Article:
Have you ever laid eyes on this awesome little waterfall? It can be easily found in Grand Junction, Colorado. Chances are you've gone right past it hundreds of times.

Depending on what's going on with the Redlands Canal, this can be a tiny waterfall, or it can be an awesome feature on the Audubon Trail. This is how the waterfall looked on Tuesday, December 20, 2022.

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Awesome Grand Junction Colorado Hike in the Winter

Technically speaking this waterfall is a few hundred feet outside of Grand Junction city limits. Then again, it's surrounded by neighborhoods inside city limits including Power Road, High Pointe Circle, and E Mayfield Drive.

You'll find this waterfall a few thousand feet from the trailhead on Grand Junction's Audubon Trail. The amount of water emanating from this waterfall depends on when you see it. It can be anything from dry as a bone, to a small ditch emptying into the canal. This last Tuesday, it was something entirely different.

It's Easy To Miss

It's possible you've walked right past this waterfall a dozen times and didn't know it. Depending on your point along the trail, the waterfall can go unseen. Check out the photo below. Do you see it?

Redlands Waterfall
Waylon Jordan
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How about now?

Redlands Waterfall
Waylon Jordan
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How about now?

Redlands Waterfall
Waylon Jordan
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...and now?

Redlands Waterfall
Waylon Jordan
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January 2021 Compared to December 2022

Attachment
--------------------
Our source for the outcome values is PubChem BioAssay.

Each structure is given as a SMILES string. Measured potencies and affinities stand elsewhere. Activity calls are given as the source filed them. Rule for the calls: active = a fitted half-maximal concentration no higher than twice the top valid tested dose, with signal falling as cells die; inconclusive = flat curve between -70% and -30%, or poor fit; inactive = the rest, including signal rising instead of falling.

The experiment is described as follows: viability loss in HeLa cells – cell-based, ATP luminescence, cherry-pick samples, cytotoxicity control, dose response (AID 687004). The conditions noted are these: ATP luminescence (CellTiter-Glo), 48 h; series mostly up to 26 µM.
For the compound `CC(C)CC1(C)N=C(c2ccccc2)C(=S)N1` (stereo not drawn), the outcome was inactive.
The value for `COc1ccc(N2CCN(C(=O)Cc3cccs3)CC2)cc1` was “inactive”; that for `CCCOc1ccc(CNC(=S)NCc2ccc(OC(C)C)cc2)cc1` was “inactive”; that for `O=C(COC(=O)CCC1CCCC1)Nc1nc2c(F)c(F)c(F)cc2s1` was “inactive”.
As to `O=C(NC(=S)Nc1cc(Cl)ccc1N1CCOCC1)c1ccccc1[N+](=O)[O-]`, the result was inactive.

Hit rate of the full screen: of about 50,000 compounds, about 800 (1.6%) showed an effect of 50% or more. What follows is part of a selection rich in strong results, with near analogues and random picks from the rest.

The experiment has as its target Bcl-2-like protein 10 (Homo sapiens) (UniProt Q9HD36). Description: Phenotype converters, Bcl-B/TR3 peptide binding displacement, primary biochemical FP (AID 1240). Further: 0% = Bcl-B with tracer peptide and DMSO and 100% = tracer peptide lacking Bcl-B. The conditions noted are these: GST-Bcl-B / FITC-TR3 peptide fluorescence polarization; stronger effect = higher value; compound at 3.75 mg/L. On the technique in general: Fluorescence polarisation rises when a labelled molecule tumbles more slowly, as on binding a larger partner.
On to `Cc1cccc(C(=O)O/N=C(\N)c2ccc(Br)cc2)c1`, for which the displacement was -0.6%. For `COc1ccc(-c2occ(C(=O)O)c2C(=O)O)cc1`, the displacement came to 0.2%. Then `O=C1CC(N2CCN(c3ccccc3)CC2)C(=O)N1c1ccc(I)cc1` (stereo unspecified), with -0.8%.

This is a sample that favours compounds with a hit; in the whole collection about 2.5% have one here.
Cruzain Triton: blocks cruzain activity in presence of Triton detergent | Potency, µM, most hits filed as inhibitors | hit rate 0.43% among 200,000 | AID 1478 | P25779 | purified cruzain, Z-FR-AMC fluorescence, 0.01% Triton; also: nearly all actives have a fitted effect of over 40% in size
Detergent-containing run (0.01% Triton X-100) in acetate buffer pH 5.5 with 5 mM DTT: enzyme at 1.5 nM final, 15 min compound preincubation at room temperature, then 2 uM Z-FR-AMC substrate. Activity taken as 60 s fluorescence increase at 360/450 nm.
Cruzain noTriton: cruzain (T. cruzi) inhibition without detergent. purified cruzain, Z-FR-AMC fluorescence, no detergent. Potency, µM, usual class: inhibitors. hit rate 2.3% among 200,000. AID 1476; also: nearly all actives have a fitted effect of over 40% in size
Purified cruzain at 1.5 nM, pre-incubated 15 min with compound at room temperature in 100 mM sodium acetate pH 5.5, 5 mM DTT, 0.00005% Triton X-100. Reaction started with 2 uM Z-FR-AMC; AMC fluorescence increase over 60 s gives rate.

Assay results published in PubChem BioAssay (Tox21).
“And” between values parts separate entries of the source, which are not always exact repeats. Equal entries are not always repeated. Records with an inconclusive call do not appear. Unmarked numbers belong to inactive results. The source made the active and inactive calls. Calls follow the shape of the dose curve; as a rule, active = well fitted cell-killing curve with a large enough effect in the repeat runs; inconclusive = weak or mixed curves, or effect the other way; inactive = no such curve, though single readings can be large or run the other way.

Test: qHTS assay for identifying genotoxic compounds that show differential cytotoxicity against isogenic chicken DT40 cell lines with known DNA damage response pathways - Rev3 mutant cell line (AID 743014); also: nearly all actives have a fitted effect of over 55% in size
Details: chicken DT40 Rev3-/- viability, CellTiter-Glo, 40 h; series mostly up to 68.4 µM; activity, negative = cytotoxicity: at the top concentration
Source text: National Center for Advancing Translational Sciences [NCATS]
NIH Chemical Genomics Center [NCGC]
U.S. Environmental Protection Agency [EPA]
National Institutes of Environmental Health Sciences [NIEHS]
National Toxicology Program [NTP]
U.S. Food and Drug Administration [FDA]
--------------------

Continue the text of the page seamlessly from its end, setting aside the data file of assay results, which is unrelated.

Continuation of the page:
On some occasions, you'll find it frozen solid with no water. Fast forward one year, and it's flowing at a slow rate, adding a nice touch to the trail. Sometimes, and not often, depending on how much water is needed to be diverted from the canal, the waterfall can make for an impressive sight.

Redlands Canal Bypass January 2021 C
Waylon Jordan
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Where Does The Water Come From?

Looking at the Grand Junction city map, you can see the water originates from the Redlands Canal. According to Redlands Water and Power:

The Redlands Project was originally conceived and organized as the REDLANDS IRRIGATION AND POWER COMPANY in 1905, for the operation of irrigation and a hydro-electric plant. The Company was financed by private investors. The organization filed on the land under the Desert Entry Act. The first construction work was started in 1905 and the first land irrigated in 1907.

A call was placed to Redlands Water and Power to ask about the drastic increase in water. They informed me the increase occurs when they have to bypass the main plant to the east. Ice builds up in the canal and they divert the water to the point I'm referring to as the "waterfall."

According to Redlands Water and Power, the waterfall runs at roughly 700 CFS. The last time I checked, a cubic foot of water is almost 7-1/2 gallons. By my limited math, that's a pretty good chunk of water.

When Can You See It?

Diverting the water is done when needed. With that in mind, there's really no way of knowing when the waterfall will appear. All I can say is visit the Audubon Trail on the Redlands whenever possible, and keep an eye open for it.

Checking Up on the Waterfall at the Riverfront Trail on the Redlands

If you walk the Riverfront Trail along the Redlands Canal in Grand Junction, you'll spot a small waterfall. Depending on the amount of water diverted to the canal, this waterfall can be anything from a minor runoff to an impressive feature.

Gallery Credit: Waylon Jordan

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Gallery Credit: Waylon Jordan

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